Applying to college in the United States from another country can be exciting and challenging. The process may be different from the one in your home country, but it need not be difficult if you get accurate information and follow the required procedures carefully.
There are more than 900,000 students from other countries enrolled in degree programs at over 3,000 two-year and four-year colleges and universities in the United States. Many of these institutions have more applicants than they can accept in any year. As a result, college admission can be very competitive, especially for applicants from outside the United States.
The key to successful admission lies in careful planning and timely completion of the required steps. Keep in mind the following advice during your college planning.
Consider your own characteristics:
- What kind of person are you?
- What makes you happy?
- What are your interests?
- Are you sure you know what you want to study?
- Why do you think studying in another country will be good for you?
- What about studying in another country makes you feel anxious?
- Have you been away from your family for long periods of time before?
- Begin planning about 24 months before the date you wish to start studying in the United States. Contact universities that interest you at least one year in advance.
- Identify the things that are most important to you when looking for a college. Make a list of those characteristics to help you compare the colleges that interest you.
- If you have access to a computer with an Internet browser, you can link to the College Search on collegeboard.org, where you can find out quickly which colleges have the features you want. College Search also allows you to link directly to college websites, which are a rich source of information about degrees and courses offered, costs, student services and financial aid. Some even provide a virtual campus tour.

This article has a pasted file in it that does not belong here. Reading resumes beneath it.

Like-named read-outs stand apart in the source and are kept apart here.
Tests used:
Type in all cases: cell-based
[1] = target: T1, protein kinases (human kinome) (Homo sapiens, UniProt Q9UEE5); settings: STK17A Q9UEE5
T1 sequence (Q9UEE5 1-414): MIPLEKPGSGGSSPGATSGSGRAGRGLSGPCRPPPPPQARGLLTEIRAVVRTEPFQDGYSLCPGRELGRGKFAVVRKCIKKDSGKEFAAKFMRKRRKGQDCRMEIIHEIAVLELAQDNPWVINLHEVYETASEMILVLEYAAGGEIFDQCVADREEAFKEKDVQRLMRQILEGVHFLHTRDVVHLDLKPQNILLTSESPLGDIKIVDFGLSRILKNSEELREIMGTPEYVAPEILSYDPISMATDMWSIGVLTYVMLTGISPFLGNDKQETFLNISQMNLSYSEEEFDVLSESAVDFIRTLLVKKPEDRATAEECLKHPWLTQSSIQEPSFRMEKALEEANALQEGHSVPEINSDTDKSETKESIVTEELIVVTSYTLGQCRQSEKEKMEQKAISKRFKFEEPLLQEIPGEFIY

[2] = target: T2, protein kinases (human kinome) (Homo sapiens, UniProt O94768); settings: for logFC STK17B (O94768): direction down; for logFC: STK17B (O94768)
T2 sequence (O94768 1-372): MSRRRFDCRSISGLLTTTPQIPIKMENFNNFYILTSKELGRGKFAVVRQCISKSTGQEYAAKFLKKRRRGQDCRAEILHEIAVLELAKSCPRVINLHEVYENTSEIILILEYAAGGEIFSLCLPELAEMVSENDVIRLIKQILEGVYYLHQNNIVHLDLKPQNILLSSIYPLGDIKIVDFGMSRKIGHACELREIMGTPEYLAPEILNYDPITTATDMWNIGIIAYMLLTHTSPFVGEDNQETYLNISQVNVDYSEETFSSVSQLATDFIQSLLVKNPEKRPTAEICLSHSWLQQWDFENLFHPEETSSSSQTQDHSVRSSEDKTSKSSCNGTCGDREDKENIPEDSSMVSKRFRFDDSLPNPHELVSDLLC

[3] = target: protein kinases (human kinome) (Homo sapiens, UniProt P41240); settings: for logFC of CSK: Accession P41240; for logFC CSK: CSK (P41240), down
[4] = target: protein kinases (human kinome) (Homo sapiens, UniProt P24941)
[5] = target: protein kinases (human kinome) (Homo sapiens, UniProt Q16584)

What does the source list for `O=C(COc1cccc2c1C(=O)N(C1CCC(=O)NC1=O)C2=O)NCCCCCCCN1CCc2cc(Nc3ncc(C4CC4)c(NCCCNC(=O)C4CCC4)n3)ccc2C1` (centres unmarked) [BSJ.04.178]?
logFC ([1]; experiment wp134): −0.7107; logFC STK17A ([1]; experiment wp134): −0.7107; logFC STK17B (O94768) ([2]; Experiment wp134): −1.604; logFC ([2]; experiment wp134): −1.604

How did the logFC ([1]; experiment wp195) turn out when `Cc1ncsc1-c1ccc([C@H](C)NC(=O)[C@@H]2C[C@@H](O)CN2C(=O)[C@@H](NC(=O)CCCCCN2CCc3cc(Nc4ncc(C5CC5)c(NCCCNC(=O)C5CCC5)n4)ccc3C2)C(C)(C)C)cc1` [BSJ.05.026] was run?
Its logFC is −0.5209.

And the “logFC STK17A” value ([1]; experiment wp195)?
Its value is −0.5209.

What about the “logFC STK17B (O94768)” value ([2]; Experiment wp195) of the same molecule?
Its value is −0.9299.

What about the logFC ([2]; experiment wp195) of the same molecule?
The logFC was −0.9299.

- Consult an EducationUSA advising center or the EducationUSA website (educationusa.state.gov).
- Talk with students in your country who have studied in the United States.
- Start planning your college budget. Be realistic about how you will pay for your education.
- If you plan to apply for scholarships, do so before leaving home. Little financial help is available once the school year starts.
- Be sure that your information is current and correct. Don’t rely on hearsay or someone else’s experience. Contact universities directly to get information and instructions about admission.
- Complete all the steps in the admission and financial aid process as early as possible. If you do not understand why a college asks for particular information or requires a particular process, ask them for more information about it.
The picture you have of yourself — your academic ability, interests, attitudes and personality — is very useful in choosing colleges and in completing the application forms you will be asked to submit. Colleges will ask you about yourself because they are interested in you and believe that personal factors play an important role in academic success.
From The International Student Handbook. Copyright 2014 The College Board. Reprinted with permission. For more information, visit: